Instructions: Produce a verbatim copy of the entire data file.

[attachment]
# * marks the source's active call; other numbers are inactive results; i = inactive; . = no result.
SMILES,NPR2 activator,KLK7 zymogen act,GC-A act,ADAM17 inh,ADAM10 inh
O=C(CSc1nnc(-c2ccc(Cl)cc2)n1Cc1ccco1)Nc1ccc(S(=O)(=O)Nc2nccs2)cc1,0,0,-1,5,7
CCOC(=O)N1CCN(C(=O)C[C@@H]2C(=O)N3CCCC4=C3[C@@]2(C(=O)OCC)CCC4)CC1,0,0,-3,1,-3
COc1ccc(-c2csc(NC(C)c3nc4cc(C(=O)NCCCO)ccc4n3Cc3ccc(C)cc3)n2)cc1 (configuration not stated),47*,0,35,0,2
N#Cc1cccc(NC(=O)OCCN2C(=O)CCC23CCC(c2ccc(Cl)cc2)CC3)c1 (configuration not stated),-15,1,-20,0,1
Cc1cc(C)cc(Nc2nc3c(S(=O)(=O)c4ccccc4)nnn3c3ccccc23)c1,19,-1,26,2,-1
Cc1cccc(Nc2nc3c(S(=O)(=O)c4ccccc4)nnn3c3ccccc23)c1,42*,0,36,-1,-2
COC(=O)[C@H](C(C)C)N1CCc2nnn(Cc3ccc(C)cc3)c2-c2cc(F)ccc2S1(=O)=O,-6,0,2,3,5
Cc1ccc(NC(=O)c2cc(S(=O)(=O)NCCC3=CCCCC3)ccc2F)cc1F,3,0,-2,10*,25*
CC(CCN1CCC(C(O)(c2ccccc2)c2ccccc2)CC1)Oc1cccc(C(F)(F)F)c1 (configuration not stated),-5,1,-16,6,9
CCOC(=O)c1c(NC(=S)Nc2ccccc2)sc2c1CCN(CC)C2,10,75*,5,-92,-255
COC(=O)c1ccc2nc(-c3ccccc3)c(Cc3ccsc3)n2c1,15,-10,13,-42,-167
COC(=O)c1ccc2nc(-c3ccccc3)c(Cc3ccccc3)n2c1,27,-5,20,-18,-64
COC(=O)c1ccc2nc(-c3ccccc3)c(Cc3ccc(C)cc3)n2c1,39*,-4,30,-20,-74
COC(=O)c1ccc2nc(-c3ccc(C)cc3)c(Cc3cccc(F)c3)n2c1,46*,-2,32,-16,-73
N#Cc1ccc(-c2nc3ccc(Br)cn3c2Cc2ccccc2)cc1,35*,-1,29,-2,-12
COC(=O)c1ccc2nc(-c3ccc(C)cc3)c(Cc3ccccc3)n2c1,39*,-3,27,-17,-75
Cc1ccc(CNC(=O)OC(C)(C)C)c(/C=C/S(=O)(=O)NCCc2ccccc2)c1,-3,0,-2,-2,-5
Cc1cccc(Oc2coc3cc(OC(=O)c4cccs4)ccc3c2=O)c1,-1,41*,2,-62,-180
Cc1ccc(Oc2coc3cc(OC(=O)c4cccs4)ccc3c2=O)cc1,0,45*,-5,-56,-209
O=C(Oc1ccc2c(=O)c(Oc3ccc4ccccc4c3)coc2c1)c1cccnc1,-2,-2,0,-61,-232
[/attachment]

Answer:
# * marks the source's active call; other numbers are inactive results; i = inactive; . = no result.
SMILES,NPR2 activator,KLK7 zymogen act,GC-A act,ADAM17 inh,ADAM10 inh
O=C(CSc1nnc(-c2ccc(Cl)cc2)n1Cc1ccco1)Nc1ccc(S(=O)(=O)Nc2nccs2)cc1,0,0,-1,5,7
CCOC(=O)N1CCN(C(=O)C[C@@H]2C(=O)N3CCCC4=C3[C@@]2(C(=O)OCC)CCC4)CC1,0,0,-3,1,-3
COc1ccc(-c2csc(NC(C)c3nc4cc(C(=O)NCCCO)ccc4n3Cc3ccc(C)cc3)n2)cc1 (configuration not stated),47*,0,35,0,2
N#Cc1cccc(NC(=O)OCCN2C(=O)CCC23CCC(c2ccc(Cl)cc2)CC3)c1 (configuration not stated),-15,1,-20,0,1
Cc1cc(C)cc(Nc2nc3c(S(=O)(=O)c4ccccc4)nnn3c3ccccc23)c1,19,-1,26,2,-1
Cc1cccc(Nc2nc3c(S(=O)(=O)c4ccccc4)nnn3c3ccccc23)c1,42*,0,36,-1,-2
COC(=O)[C@H](C(C)C)N1CCc2nnn(Cc3ccc(C)cc3)c2-c2cc(F)ccc2S1(=O)=O,-6,0,2,3,5
Cc1ccc(NC(=O)c2cc(S(=O)(=O)NCCC3=CCCCC3)ccc2F)cc1F,3,0,-2,10*,25*
CC(CCN1CCC(C(O)(c2ccccc2)c2ccccc2)CC1)Oc1cccc(C(F)(F)F)c1 (configuration not stated),-5,1,-16,6,9
CCOC(=O)c1c(NC(=S)Nc2ccccc2)sc2c1CCN(CC)C2,10,75*,5,-92,-255
COC(=O)c1ccc2nc(-c3ccccc3)c(Cc3ccsc3)n2c1,15,-10,13,-42,-167
COC(=O)c1ccc2nc(-c3ccccc3)c(Cc3ccccc3)n2c1,27,-5,20,-18,-64
COC(=O)c1ccc2nc(-c3ccccc3)c(Cc3ccc(C)cc3)n2c1,39*,-4,30,-20,-74
COC(=O)c1ccc2nc(-c3ccc(C)cc3)c(Cc3cccc(F)c3)n2c1,46*,-2,32,-16,-73
N#Cc1ccc(-c2nc3ccc(Br)cn3c2Cc2ccccc2)cc1,35*,-1,29,-2,-12
COC(=O)c1ccc2nc(-c3ccc(C)cc3)c(Cc3ccccc3)n2c1,39*,-3,27,-17,-75
Cc1ccc(CNC(=O)OC(C)(C)C)c(/C=C/S(=O)(=O)NCCc2ccccc2)c1,-3,0,-2,-2,-5
Cc1cccc(Oc2coc3cc(OC(=O)c4cccs4)ccc3c2=O)c1,-1,41*,2,-62,-180
Cc1ccc(Oc2coc3cc(OC(=O)c4cccs4)ccc3c2=O)cc1,0,45*,-5,-56,-209
O=C(Oc1ccc2c(=O)c(Oc3ccc4ccccc4c3)coc2c1)c1cccnc1,-2,-2,0,-61,-232